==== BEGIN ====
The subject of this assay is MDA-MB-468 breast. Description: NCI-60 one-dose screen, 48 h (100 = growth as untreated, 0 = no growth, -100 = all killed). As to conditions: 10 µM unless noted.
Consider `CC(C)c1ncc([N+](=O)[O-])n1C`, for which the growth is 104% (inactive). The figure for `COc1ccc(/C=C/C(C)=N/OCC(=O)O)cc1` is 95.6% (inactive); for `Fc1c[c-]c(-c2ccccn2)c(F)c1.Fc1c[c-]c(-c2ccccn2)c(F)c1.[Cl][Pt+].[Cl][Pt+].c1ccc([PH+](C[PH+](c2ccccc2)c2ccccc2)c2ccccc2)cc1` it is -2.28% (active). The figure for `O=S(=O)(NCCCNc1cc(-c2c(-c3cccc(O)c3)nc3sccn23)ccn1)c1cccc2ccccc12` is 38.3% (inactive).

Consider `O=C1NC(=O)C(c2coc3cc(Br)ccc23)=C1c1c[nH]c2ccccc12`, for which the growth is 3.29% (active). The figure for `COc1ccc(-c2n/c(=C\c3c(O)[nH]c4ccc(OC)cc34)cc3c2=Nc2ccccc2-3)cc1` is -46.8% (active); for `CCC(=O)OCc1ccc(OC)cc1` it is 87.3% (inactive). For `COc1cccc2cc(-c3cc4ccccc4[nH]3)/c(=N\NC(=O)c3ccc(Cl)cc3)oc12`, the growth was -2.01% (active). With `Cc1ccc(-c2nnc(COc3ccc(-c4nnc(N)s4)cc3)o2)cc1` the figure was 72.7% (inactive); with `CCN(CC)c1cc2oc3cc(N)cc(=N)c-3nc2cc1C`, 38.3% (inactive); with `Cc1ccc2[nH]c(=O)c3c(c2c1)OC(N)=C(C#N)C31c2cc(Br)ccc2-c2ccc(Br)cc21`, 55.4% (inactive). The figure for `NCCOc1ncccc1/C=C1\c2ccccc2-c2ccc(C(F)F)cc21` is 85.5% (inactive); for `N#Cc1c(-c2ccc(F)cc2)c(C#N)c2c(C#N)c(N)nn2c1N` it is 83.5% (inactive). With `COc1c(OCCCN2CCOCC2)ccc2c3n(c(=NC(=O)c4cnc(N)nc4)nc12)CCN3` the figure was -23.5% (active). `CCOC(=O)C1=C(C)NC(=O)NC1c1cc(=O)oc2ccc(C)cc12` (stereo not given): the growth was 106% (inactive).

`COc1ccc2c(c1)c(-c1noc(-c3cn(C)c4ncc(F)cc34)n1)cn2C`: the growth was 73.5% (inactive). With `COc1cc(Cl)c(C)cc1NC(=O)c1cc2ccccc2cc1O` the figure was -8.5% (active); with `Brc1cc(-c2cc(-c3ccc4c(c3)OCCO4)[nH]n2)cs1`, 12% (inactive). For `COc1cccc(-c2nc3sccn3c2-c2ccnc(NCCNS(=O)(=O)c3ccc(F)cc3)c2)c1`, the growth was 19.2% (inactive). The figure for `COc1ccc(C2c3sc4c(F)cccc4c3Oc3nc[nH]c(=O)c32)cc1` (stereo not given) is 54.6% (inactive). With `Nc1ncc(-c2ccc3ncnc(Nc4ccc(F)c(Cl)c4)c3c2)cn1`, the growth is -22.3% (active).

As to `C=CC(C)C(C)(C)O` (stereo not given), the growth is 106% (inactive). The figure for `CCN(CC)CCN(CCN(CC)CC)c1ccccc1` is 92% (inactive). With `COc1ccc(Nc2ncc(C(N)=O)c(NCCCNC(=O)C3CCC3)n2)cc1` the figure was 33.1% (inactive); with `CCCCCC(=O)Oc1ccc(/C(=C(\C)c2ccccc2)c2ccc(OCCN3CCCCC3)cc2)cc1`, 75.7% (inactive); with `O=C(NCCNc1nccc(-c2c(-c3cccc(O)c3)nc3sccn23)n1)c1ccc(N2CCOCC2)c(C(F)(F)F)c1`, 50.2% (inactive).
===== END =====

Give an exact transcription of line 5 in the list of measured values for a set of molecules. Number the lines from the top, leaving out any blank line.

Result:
As to `C=CC(C)C(C)(C)O` (stereo not given), the growth is 106% (inactive). The figure for `CCN(CC)CCN(CCN(CC)CC)c1ccccc1` is 92% (inactive). With `COc1ccc(Nc2ncc(C(N)=O)c(NCCCNC(=O)C3CCC3)n2)cc1` the figure was 33.1% (inactive); with `CCCCCC(=O)Oc1ccc(/C(=C(\C)c2ccccc2)c2ccc(OCCN3CCCCC3)cc2)cc1`, 75.7% (inactive); with `O=C(NCCNc1nccc(-c2c(-c3cccc(O)c3)nc3sccn23)n1)c1ccc(N2CCOCC2)c(C(F)(F)F)c1`, 50.2% (inactive).